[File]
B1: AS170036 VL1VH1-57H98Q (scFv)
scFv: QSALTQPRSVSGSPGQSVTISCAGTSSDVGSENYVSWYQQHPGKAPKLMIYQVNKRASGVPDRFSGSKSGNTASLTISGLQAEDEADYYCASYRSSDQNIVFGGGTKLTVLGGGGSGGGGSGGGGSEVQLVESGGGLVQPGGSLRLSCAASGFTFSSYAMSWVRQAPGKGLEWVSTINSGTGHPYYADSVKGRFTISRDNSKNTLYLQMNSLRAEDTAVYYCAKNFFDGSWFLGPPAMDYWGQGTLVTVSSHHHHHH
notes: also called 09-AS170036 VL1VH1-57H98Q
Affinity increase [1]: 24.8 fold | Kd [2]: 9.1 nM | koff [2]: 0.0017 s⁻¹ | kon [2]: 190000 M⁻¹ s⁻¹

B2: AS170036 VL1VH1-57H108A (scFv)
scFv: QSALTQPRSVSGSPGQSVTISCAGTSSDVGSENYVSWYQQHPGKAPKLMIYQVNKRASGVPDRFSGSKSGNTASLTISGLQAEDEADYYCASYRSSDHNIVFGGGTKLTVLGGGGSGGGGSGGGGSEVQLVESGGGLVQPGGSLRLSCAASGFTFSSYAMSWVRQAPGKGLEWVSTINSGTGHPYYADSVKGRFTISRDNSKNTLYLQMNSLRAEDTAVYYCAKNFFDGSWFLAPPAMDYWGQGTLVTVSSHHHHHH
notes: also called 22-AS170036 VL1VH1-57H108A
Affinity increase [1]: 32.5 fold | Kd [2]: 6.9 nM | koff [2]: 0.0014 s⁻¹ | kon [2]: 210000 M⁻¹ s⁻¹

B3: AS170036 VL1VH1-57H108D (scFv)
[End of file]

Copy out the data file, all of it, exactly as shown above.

B1: AS170036 VL1VH1-57H98Q (scFv)
scFv: QSALTQPRSVSGSPGQSVTISCAGTSSDVGSENYVSWYQQHPGKAPKLMIYQVNKRASGVPDRFSGSKSGNTASLTISGLQAEDEADYYCASYRSSDQNIVFGGGTKLTVLGGGGSGGGGSGGGGSEVQLVESGGGLVQPGGSLRLSCAASGFTFSSYAMSWVRQAPGKGLEWVSTINSGTGHPYYADSVKGRFTISRDNSKNTLYLQMNSLRAEDTAVYYCAKNFFDGSWFLGPPAMDYWGQGTLVTVSSHHHHHH
notes: also called 09-AS170036 VL1VH1-57H98Q
Affinity increase [1]: 24.8 fold | Kd [2]: 9.1 nM | koff [2]: 0.0017 s⁻¹ | kon [2]: 190000 M⁻¹ s⁻¹

B2: AS170036 VL1VH1-57H108A (scFv)
scFv: QSALTQPRSVSGSPGQSVTISCAGTSSDVGSENYVSWYQQHPGKAPKLMIYQVNKRASGVPDRFSGSKSGNTASLTISGLQAEDEADYYCASYRSSDHNIVFGGGTKLTVLGGGGSGGGGSGGGGSEVQLVESGGGLVQPGGSLRLSCAASGFTFSSYAMSWVRQAPGKGLEWVSTINSGTGHPYYADSVKGRFTISRDNSKNTLYLQMNSLRAEDTAVYYCAKNFFDGSWFLAPPAMDYWGQGTLVTVSSHHHHHH
notes: also called 22-AS170036 VL1VH1-57H108A
Affinity increase [1]: 32.5 fold | Kd [2]: 6.9 nM | koff [2]: 0.0014 s⁻¹ | kon [2]: 210000 M⁻¹ s⁻¹

B3: AS170036 VL1VH1-57H108D (scFv)